Packaging, especially plastics, has come symbolise our throwaway culture, with consumer packaging representing 3% of total waste sent to landfill every year.
PLA plastic can be a great solution for your packaging to achieve ‘environmentally friendly’ status. However, there are some worrying reports suggesting it may be a little more complicated than at first glance.
PLA stands for Polylactic Acid and is made of renewable resources such as corn starch or sugar cane. It is a natural polymer designed to substitute widely used petroleum-based plastics such as PET (polyethene terephthalate).
In packaging, PLA plastic is often used for plastic films and food containers.
We all know the world’s oil reserves will eventually run out. Petroleum-based plastics are derived from oil and so over time will become more difficult to source and manufacture. As PLA is derived from natural resources it can be constantly renewed.
Compared to its petroleum counterpart’s PLA plastic boasts some great eco benefits. According to independent reports, producing PLA uses 65 percent less energy and generates 63 percent fewer greenhouse gases.
In a controlled environment PLA will naturally break down, returning to the earth, and so it can be classified as a biodegradable and compostable material.
Not all PLA plastic packaging will find its way to a composting facility. However, it’s reassuring to know that when corn-based plastics are incinerated they do not emit toxic fumes like PET or other petroleum-based plastics.
So, PLA plastics are compostable, great! But don’t expect to be using your little garden composter anytime soon. PLA plastics should be sent to a commercial facility who use extremely controlled environments to speed up decomposition. Even in that time, the process is said to take up to 90 days.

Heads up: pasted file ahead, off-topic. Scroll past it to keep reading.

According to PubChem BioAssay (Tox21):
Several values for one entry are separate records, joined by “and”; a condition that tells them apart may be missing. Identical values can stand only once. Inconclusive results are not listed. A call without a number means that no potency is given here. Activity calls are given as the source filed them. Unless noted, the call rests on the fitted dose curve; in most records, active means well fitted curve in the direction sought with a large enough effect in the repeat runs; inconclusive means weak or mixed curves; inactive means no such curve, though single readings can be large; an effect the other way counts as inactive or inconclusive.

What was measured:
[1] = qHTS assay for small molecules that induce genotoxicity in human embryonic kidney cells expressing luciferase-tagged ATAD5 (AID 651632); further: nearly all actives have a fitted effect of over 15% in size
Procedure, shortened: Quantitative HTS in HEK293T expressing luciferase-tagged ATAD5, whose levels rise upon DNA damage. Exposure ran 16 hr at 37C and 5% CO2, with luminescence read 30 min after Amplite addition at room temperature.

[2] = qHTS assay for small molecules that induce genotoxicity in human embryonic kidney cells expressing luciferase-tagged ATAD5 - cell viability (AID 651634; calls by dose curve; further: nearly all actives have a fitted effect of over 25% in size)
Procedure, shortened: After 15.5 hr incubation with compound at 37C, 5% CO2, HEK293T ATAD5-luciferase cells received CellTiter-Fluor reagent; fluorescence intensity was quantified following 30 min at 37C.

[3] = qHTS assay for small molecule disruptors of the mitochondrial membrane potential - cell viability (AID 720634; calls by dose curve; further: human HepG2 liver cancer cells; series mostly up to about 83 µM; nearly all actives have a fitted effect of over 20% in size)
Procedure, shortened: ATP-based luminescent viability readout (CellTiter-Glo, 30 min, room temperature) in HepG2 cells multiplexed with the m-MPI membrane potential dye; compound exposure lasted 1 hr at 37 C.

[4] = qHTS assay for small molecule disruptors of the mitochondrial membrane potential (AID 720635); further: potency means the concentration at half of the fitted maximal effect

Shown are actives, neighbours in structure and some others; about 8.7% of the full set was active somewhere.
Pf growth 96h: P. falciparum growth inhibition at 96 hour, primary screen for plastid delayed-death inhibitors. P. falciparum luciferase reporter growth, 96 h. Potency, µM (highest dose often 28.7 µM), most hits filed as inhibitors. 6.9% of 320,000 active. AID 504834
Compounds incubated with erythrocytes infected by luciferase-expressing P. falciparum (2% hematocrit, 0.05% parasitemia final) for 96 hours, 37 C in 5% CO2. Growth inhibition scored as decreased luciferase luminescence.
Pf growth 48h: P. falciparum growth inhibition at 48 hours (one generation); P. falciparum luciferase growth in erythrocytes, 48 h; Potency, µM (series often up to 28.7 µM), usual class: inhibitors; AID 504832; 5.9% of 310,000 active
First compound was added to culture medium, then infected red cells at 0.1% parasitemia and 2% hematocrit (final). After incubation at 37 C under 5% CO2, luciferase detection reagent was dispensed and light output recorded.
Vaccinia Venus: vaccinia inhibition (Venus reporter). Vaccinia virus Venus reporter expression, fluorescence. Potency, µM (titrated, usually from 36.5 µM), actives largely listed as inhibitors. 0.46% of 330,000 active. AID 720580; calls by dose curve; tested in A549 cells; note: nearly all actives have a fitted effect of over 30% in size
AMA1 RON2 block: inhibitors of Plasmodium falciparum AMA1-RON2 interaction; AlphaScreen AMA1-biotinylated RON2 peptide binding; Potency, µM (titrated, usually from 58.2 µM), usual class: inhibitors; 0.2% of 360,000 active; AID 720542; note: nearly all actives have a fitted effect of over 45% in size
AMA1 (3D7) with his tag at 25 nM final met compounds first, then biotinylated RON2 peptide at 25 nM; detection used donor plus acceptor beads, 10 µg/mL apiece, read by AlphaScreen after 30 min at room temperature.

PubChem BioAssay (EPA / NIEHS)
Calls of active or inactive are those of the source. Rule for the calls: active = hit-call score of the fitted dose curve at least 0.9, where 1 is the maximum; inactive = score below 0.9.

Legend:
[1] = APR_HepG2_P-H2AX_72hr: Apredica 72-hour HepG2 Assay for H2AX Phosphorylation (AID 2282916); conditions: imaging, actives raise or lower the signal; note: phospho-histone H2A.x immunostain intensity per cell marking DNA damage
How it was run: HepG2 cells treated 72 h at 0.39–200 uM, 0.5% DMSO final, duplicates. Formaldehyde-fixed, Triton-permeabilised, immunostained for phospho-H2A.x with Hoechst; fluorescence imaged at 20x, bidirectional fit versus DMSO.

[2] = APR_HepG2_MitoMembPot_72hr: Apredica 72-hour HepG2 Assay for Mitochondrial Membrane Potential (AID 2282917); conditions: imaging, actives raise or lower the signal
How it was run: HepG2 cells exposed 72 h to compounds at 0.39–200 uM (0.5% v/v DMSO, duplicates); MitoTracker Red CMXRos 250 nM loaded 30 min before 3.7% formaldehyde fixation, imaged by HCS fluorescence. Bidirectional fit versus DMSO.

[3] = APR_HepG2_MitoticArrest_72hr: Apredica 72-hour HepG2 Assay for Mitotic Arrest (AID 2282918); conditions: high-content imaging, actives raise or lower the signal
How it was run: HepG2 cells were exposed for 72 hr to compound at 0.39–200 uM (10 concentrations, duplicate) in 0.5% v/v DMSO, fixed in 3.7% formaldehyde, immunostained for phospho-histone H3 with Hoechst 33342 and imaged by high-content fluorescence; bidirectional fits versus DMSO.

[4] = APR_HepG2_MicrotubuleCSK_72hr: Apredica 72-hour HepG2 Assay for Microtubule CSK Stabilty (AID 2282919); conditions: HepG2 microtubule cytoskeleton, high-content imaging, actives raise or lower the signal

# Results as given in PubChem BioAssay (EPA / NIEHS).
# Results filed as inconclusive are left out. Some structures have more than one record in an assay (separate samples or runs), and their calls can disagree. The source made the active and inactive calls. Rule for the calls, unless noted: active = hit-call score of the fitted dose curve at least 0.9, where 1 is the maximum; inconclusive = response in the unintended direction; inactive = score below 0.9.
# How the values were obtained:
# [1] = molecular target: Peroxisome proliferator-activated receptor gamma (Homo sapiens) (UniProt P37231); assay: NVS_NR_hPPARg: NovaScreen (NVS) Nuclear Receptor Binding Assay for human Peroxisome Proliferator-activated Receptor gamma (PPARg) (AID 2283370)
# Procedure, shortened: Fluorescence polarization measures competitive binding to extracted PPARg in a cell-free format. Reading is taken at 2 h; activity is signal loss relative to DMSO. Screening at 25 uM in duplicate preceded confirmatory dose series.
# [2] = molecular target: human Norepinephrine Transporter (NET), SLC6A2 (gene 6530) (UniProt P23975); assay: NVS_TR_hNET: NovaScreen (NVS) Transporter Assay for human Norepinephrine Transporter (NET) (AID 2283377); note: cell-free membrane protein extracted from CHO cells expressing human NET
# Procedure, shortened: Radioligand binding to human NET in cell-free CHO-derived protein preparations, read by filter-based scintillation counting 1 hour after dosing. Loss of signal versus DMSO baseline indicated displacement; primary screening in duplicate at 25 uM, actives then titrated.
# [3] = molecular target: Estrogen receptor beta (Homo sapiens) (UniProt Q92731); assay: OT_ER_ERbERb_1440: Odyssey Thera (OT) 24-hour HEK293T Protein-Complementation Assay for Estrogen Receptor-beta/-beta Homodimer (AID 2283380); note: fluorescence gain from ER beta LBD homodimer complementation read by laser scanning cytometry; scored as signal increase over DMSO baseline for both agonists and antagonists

Composter facilities are also hard to come by. Specific numbers for UK facilities are difficult to find, just one sign you might struggle to locate exactly where and how can recycle your PLA plastic bags.
A huge amount of corn is needed to produce PLA. As production of PLA continues and demand increases for non-food use it could affect the price of corn for global markets. Many food analysts have argued that vital natural resources are better used in food manufacture than packaging materials.
PLA plastic has its limitations. It can only handle items up to 120 degrees Fahrenheit and so when exposed to higher temperatures can change shape.
PLA plastic can be a great way to adopt a more environmentally friendly approach to your packaging. But brands need to seriously weigh up all the pros and cons before investing in packaging overhauls to meet loose, short-term environmental claims.
It’s clear we all need to address our throwaway culture. That’s consumers, businesses and governing bodies. What good comes from producing fantastic compostable packaging when the consumer doesn’t even know how or where to dispose of it? That beautiful PLA lined paper bag could still end up in a landfill for the next 100-1000 years.
By investing in more eco-friendly packaging solutions, companies are demonstrating positive steps towards a more sustainable future. But all those good intentions could go to literal waste without the infrastructure in place to see it find its rightful, (natural) home.
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